Why do you suppose this is? I think it is because we have been taught that Christians are not to experience such things, that we are only to have “life more abundantly” or to “live victoriously.” In the last chapter I quoted the dying French atheist Voltaire, who said, “I am abandoned by God and man.” We are not surprised to hear an unbeliever say that. But if any of us should admit to such feelings, many of our friends would look askance at us, shake their heads, and wonder whether we are Christians. Isn’t that true? Isn’t that the chief reason why you do not talk to other Christians about this or about many other problems?  How good then to find that David does talk about it! David is a giant in Scripture, a person “after [God’s] own heart” (1 Sam. 13:14). Yet described here is a time when David felt that God had left him entirely. And he doesn’t cover up his feelings.

Following the outline of Psalm 13, the commentary describes several reasons why people feel abandoned:

Prolonged Struggle

We still believe God is there. It is different when the short-term experience becomes a long-term pattern, and we begin to wonder whether God’s silence may endure “forever.”  … Andrew Fuller, another of the earlier commentators, said, “It is not under the sharpest, but the longest trials, that we are most in danger of fainting.”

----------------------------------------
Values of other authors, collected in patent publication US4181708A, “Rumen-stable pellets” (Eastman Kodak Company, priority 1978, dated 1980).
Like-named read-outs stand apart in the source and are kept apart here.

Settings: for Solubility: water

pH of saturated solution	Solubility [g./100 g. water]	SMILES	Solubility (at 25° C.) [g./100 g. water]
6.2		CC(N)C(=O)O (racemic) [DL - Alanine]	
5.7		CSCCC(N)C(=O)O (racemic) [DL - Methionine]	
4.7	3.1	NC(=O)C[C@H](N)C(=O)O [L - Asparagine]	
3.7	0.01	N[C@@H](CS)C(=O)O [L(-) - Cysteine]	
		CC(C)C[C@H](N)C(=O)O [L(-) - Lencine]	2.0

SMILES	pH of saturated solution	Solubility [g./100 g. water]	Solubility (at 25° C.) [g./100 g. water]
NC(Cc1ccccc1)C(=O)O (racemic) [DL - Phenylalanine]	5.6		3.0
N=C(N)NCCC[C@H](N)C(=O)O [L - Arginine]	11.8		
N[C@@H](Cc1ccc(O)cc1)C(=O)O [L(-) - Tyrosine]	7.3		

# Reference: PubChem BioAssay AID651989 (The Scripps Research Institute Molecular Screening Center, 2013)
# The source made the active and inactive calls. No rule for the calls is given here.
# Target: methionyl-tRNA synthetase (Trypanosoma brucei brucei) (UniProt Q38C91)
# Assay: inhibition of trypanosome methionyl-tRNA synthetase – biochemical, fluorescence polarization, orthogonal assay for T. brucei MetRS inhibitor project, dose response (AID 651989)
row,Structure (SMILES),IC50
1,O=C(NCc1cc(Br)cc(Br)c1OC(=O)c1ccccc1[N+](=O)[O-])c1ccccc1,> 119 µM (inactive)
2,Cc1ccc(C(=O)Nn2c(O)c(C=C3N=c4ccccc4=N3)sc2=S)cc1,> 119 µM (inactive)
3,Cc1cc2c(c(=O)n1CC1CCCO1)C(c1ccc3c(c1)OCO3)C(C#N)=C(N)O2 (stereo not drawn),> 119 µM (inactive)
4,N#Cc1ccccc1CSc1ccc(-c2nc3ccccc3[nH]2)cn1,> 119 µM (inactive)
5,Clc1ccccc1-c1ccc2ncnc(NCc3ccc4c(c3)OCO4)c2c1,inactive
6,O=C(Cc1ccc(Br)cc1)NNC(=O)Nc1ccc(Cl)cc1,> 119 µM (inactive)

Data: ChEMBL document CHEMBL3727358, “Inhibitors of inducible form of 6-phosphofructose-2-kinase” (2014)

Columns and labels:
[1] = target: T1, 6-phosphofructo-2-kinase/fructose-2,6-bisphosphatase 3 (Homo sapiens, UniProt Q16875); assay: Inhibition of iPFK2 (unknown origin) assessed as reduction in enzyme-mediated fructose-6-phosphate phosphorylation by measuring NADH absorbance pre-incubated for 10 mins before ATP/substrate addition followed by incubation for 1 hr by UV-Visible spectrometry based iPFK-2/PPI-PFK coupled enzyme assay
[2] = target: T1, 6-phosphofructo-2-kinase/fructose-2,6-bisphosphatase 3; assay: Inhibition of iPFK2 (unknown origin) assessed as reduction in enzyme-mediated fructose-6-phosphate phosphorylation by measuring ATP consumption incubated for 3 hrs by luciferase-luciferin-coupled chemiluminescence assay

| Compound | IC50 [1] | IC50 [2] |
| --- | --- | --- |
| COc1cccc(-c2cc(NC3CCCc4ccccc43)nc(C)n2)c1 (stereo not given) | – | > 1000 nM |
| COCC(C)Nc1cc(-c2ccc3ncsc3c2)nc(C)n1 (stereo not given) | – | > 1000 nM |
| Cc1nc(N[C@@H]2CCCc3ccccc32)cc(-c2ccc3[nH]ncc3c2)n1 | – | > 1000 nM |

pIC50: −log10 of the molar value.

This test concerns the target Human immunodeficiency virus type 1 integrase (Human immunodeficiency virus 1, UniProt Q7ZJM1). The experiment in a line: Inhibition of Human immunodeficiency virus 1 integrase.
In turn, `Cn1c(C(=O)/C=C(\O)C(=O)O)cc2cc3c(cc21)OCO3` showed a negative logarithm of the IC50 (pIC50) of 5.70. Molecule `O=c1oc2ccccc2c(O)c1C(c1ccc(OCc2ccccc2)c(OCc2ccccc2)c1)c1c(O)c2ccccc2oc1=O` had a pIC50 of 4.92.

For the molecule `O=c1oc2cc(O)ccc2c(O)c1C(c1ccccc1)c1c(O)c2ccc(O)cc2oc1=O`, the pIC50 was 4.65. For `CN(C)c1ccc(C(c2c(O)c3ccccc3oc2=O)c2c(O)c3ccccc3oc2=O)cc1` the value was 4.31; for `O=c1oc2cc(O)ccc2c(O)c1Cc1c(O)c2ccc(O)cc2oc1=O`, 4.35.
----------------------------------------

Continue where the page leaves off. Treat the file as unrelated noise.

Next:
Lack of Apparent Blessing

A second cause of depression, leading to feelings of abandonment, is an extension of the first: a prolonged period in which the blessings of God given in an earlier time seem to have been removed.

Boice lists several areas of such impact in our lives:  family relationships (“the happiness of the early days of a marriage has been replaced by the stress of trying to work out personality conflicts or other difficulties”), as well as in our work, our church life, and in our spiritual life and progress.

Dark Thoughts and Uncontrollable Emotions

The third time David asks, “How long?” he refers to a combination of what we would call dark thoughts and uncontrollable emotions. When we no longer sense that God is blessing us, we tend to ruminate on our failures and get into an emotional funk. And when our emotions take over it is always hard to get back onto a level course. This is because the best means of doing this—calm reflection and a review of past blessings—are being swept away.

You know that God deals with us by grace. But the lack of blessing has continued for so long that you have become morbidly introspective. You have been dredging up past sins and have been wondering, “Is God punishing me for what I did then? I confessed the sin and believed he forgave me. But maybe he is bringing it up again and putting me on hold because of it.”